Playing host to a big idea, Project Pedal is dedicated to the encounters of two twenty-something cyclists traveling 4,300 miles, cross-country from Anacortes, Washington to Bar Harbor, Maine. Since 2002, Graphic designer, Michael Ambs, has been developing the project in conjunction with friend, Amanda Walker. The Black Sheep, a Brussels-based film crew, known for their direction of Belgian band Milk Inc.’s 2006 re-make video of “Tainted Love,” jumped on board in December 2004. In an interview with JetSet, Ambs said the project is neither a “how-to” documentary, nor a tribute to adventure cycling. It is mainly about the people that the cyclists meet along their journey, and how each personal story they encounter becomes entwined with the travelers’ own experiences. The first installment of the video podcast won Ambs his budget, coming in first in a network2 “How to Watch Internet TV” contest, which reaped a $25,000 award. Traveling the Adventure Cycling Association’s Northern Route from June to August 2007, Ambs plans to use the vlgos and other footage collected along the way as the starting point for a feature-length documentary.
The concept of the show is intriguing and the developers have painstakingly thought-out project details, from practical concerns such as the cost and timeline, to creative intent including a focus on the diversity of people’s experiences. In his synopsis of the project, Ambs explains its roots and discusses his desire to examine what motivates an individual to take on a journey of such magnitude. For other insightful details, the project pedal blog provides a clear evolution of the concept, as well as its design and aspirations are shared on, which is updated regularly, while an interactive map clears-up any route questions users may have. The roughly five-minute weekly episodes pack in a lot of information, relying on innovative technique coupled with an easy narrative style that hooks viewers and succinctly tells a story. The second episode outlines the logistics of the project with the help of a sharpie, an expert stick figure artist, and a little video manipulation. Episode 3 serves as the show’s “casting call” and films Ambs’ daily routine, using captions and a soundtrack of tranquil techno beats to provide would-be cast members some sample submission guidelines, and subtly communicate the type of connection the developers want to establish with travelers along the route. For more info, each page contains a varying set of endnote links about the crew, contributors, how to get involved, Ambs’ 2005 Pacific bike trip or the budget. On the whole, the site is definitely one to watch.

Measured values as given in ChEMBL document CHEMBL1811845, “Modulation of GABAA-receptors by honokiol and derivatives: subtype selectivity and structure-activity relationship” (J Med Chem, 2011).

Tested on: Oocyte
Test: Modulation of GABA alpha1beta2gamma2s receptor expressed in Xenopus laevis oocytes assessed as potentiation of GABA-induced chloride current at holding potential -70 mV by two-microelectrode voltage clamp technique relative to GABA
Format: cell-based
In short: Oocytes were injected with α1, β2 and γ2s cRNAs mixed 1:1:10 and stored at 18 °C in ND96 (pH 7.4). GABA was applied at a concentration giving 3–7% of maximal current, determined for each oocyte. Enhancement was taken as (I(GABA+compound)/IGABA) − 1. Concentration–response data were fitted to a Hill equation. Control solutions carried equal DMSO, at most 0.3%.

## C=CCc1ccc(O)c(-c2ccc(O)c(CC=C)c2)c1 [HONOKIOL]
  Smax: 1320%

Episode 1 which describes Ambs’ first experience with long-distance cycling in 2001 is informative and inspirational. He touches upon the importance of random connections and the drive it takes to accomplish a something that is both intimidating and unknown.